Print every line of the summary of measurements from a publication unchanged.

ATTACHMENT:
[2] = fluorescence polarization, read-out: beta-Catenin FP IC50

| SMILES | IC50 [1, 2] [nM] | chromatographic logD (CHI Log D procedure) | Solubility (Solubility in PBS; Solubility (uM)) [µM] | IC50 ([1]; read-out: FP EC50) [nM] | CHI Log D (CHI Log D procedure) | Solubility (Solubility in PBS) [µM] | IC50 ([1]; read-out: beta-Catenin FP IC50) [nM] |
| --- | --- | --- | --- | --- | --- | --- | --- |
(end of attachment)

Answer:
[2] = fluorescence polarization, read-out: beta-Catenin FP IC50

| SMILES | IC50 [1, 2] [nM] | chromatographic logD (CHI Log D procedure) | Solubility (Solubility in PBS; Solubility (uM)) [µM] | IC50 ([1]; read-out: FP EC50) [nM] | CHI Log D (CHI Log D procedure) | Solubility (Solubility in PBS) [µM] | IC50 ([1]; read-out: beta-Catenin FP IC50) [nM] |
| --- | --- | --- | --- | --- | --- | --- | --- |